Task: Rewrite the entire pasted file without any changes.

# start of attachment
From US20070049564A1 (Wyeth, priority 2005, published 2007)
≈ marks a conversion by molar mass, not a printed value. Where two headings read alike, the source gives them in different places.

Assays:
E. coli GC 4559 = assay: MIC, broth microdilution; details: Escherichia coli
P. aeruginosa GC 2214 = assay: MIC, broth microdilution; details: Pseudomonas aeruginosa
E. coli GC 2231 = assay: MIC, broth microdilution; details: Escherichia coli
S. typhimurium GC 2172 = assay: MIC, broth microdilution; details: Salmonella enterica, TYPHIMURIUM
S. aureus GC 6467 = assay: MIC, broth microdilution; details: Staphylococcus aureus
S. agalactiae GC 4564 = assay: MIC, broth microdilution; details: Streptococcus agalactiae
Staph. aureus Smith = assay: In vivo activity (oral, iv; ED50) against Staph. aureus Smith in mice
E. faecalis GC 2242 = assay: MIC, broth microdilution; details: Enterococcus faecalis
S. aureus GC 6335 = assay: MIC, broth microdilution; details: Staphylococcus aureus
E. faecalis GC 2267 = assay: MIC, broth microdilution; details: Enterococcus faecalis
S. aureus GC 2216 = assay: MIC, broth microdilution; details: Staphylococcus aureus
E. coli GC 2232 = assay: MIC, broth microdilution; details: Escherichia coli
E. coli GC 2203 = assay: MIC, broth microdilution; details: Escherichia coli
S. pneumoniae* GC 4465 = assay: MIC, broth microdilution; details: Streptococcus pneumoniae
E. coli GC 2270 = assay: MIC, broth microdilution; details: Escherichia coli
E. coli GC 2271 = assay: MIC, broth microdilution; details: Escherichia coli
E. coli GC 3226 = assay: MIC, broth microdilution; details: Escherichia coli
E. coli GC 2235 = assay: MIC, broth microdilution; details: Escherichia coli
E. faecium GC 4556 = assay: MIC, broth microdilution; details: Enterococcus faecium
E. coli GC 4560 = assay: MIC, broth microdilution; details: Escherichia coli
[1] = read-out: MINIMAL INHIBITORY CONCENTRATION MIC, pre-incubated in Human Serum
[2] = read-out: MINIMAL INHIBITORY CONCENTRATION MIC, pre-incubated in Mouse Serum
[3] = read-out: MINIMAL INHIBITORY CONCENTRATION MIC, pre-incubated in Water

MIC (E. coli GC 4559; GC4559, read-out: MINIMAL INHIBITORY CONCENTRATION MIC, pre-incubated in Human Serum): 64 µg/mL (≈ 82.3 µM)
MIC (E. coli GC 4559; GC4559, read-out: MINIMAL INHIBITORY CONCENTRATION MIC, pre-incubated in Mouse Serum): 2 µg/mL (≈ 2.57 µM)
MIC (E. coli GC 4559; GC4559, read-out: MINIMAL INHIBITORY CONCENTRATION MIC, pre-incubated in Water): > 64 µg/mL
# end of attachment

From US20070049564A1 (Wyeth, priority 2005, published 2007)
≈ marks a conversion by molar mass, not a printed value. Where two headings read alike, the source gives them in different places.

Assays:
E. coli GC 4559 = assay: MIC, broth microdilution; details: Escherichia coli
P. aeruginosa GC 2214 = assay: MIC, broth microdilution; details: Pseudomonas aeruginosa
E. coli GC 2231 = assay: MIC, broth microdilution; details: Escherichia coli
S. typhimurium GC 2172 = assay: MIC, broth microdilution; details: Salmonella enterica, TYPHIMURIUM
S. aureus GC 6467 = assay: MIC, broth microdilution; details: Staphylococcus aureus
S. agalactiae GC 4564 = assay: MIC, broth microdilution; details: Streptococcus agalactiae
Staph. aureus Smith = assay: In vivo activity (oral, iv; ED50) against Staph. aureus Smith in mice
E. faecalis GC 2242 = assay: MIC, broth microdilution; details: Enterococcus faecalis
S. aureus GC 6335 = assay: MIC, broth microdilution; details: Staphylococcus aureus
E. faecalis GC 2267 = assay: MIC, broth microdilution; details: Enterococcus faecalis
S. aureus GC 2216 = assay: MIC, broth microdilution; details: Staphylococcus aureus
E. coli GC 2232 = assay: MIC, broth microdilution; details: Escherichia coli
E. coli GC 2203 = assay: MIC, broth microdilution; details: Escherichia coli
S. pneumoniae* GC 4465 = assay: MIC, broth microdilution; details: Streptococcus pneumoniae
E. coli GC 2270 = assay: MIC, broth microdilution; details: Escherichia coli
E. coli GC 2271 = assay: MIC, broth microdilution; details: Escherichia coli
E. coli GC 3226 = assay: MIC, broth microdilution; details: Escherichia coli
E. coli GC 2235 = assay: MIC, broth microdilution; details: Escherichia coli
E. faecium GC 4556 = assay: MIC, broth microdilution; details: Enterococcus faecium
E. coli GC 4560 = assay: MIC, broth microdilution; details: Escherichia coli
[1] = read-out: MINIMAL INHIBITORY CONCENTRATION MIC, pre-incubated in Human Serum
[2] = read-out: MINIMAL INHIBITORY CONCENTRATION MIC, pre-incubated in Mouse Serum
[3] = read-out: MINIMAL INHIBITORY CONCENTRATION MIC, pre-incubated in Water

MIC (E. coli GC 4559; GC4559, read-out: MINIMAL INHIBITORY CONCENTRATION MIC, pre-incubated in Human Serum): 64 µg/mL (≈ 82.3 µM)
MIC (E. coli GC 4559; GC4559, read-out: MINIMAL INHIBITORY CONCENTRATION MIC, pre-incubated in Mouse Serum): 2 µg/mL (≈ 2.57 µM)
MIC (E. coli GC 4559; GC4559, read-out: MINIMAL INHIBITORY CONCENTRATION MIC, pre-incubated in Water): > 64 µg/mL